Saturday, October 6, 2012

Mogamboville, Ahoy!

Cars enter the gates of Gurgaon city guarded by mechanical toll booths that silently mimic a “Hail Mogambo” and raise their arms with a beep to welcome all those who have chosen, or rather been chosen to serve the half-foreign ruler of the town. The skyline, marked by western design inspired buildings, brings the uncanny blond color to the king’s mane. The king taps his fingers on an upturned bowl of light and talks in a tone that is Indian enough to recognize itself with Amrish Puri. His appearance shows that he is evidently not of an Indian origin. The golden in his hair and the gold on his coat conceal his real identity from the city that marks his kingdom. But, his voice is a strong mixture of Indian dialects, and why shouldn’t it be? An ethnic mix of Indians is what breathes life into this city that wears a fa├žade of greenhouses branded by multi-national corporations.

We all serve the king, and express joy on having made it to his army that moves on a conveyor from Sikanderpur to HUDA City Center. The cogs slide along metal tracks and push members of the infantry at their allocated work areas, to either screw pieces together or hold things in place by being pieces themselves. The flash of a Metro card beeps in tune with a hundred other beeps that mark entry time at an adjoining building. Business cards get exchanged in thousands, giving clear tool usage instructions that we also wear as thin pieces of plastic hanging by our necks.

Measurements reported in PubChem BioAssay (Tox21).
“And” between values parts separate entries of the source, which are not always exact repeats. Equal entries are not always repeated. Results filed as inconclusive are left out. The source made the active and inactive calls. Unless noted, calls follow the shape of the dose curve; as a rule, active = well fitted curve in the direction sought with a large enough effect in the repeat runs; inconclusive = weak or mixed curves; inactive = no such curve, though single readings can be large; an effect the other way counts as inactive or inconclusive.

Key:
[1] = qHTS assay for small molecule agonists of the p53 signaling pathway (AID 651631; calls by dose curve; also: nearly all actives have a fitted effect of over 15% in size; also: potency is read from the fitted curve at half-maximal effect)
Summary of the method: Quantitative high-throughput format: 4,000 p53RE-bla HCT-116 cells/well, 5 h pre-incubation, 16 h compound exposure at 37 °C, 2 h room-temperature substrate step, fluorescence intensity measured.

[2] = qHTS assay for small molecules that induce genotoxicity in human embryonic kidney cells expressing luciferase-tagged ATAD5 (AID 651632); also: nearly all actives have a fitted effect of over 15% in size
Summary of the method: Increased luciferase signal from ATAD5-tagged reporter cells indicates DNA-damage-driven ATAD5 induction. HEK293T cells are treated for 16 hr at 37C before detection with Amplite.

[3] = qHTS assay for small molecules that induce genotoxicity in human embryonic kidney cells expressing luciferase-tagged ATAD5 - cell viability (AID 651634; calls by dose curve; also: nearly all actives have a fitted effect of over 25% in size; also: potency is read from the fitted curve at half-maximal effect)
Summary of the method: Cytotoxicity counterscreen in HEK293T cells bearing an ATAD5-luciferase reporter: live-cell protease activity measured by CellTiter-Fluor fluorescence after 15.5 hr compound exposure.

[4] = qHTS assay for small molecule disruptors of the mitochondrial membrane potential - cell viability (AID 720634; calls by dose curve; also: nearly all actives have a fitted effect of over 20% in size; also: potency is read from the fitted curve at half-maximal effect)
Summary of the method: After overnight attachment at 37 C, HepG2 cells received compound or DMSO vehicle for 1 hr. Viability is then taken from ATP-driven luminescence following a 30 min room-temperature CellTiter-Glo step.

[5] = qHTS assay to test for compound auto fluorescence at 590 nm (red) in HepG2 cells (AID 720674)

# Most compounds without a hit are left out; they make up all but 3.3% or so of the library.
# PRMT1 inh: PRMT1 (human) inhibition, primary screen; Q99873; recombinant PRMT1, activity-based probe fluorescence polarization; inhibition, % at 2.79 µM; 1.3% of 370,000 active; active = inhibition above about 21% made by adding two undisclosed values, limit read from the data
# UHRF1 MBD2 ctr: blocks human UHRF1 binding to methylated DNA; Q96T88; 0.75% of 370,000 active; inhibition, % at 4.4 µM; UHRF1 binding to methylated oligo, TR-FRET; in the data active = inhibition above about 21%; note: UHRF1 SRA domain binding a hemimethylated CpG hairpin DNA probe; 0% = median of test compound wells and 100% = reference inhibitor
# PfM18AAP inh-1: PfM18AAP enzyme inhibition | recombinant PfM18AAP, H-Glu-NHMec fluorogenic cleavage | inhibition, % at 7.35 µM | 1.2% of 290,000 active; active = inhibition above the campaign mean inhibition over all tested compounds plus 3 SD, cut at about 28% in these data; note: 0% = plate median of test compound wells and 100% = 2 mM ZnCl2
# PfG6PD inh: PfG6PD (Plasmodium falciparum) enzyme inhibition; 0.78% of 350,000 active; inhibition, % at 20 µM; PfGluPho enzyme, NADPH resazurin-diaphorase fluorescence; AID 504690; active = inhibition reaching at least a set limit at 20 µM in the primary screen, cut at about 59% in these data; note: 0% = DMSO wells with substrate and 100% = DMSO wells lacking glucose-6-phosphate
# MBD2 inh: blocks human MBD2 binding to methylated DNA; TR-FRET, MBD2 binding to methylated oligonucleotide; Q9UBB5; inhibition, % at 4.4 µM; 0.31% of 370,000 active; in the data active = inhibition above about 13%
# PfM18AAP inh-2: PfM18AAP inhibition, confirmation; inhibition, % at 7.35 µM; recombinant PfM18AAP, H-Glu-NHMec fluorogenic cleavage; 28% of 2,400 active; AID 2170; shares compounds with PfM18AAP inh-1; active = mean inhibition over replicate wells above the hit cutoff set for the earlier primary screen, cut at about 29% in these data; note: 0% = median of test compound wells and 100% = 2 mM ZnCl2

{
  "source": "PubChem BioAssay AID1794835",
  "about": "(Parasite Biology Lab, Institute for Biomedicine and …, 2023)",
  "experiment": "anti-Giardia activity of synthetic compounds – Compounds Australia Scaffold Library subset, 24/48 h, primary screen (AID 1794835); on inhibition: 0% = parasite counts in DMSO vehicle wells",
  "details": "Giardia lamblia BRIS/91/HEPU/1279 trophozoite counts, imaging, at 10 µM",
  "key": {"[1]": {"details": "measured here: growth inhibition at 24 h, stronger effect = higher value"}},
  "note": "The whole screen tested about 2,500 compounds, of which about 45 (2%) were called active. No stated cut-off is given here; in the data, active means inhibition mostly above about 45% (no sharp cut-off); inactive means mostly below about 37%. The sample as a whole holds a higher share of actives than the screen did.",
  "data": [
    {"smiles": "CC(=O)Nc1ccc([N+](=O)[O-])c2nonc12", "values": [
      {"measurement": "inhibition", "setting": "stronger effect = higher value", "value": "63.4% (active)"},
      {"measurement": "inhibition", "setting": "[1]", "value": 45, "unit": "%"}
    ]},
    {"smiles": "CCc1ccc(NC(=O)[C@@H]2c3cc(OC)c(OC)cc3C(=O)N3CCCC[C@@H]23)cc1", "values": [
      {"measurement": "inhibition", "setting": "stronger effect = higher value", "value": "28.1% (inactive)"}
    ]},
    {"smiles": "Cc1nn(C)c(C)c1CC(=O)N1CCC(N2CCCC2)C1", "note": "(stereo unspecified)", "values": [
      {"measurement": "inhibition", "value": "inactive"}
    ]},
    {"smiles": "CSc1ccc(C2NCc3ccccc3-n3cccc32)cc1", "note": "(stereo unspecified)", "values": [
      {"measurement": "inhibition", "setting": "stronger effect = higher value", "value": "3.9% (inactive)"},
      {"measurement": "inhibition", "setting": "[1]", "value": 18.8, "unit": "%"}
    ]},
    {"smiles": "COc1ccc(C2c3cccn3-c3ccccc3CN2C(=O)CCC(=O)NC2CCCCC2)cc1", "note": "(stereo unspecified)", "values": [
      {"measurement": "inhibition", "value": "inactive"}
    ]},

It’s not just the mechanical sounds that drive us to this kingdom. The colorful attire of our lead actress, who stands tall, wearing shreds of white, red, pink and blue, is another feature that draws us to the sub-urb, where she lives up to her “hawa-hawaii” image by anglicizing her name to Air-tel. With dreams to woo her and move from one step on the ladder to another, we march to the kingdom; the kingdom of dreams.

A part of the machinery, we all, are little heroes marching to save the world; a world that comprises three inhabitants on the 4th floor of an apartment building post 9 p.m. We are saviors of our little lives that are cloned by the king in his massive factories made of glass. We are heroes; the Mr. India’s who are bound by the ticking of the three needles on our wrist bands, which will one day make us invisible. The needles tick through the day, working their magic spells to grant us the power of invisibility, and in a matter of weeks, we stand in the middle of a crowd, crying over our invisibility.

Invisibility, we thought, was synonymous with invincibility, but it didn’t turn out the way expected. Sifting through pieces of glass, we then work towards finding the one that would turn us into visible beings; finding ways to stand out in the crowd, even if through a glass stained with red. It’s funny; life in the city of Gurgaon. The power of the wrist band ticks over the pulse of our heroes, but Mogambo still expresses his happiness unperturbed, "Mogambo khush hua!"

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  1. @@@@ Four Jalebi's to you Sarthak! It was a refreshing (for the lack of a better word) change from your usual style of writing! Specially liked the invisibility part :)

  2. Thanks, My Bob :D

    P.S. Your first comment on my blog. *whoot* :D

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If you had 5 Jalebis, how many would you give me for writing this post?

None = You don't deserve any >:O
@ = Soggy and stale! :(
@@ = Stale! :|
@@@ = I'll need a samosa to digest this with! :P
@@@@ = Sweet and Crisp! :)
@@@@@ = I'm opening you a Halwai Shop! :D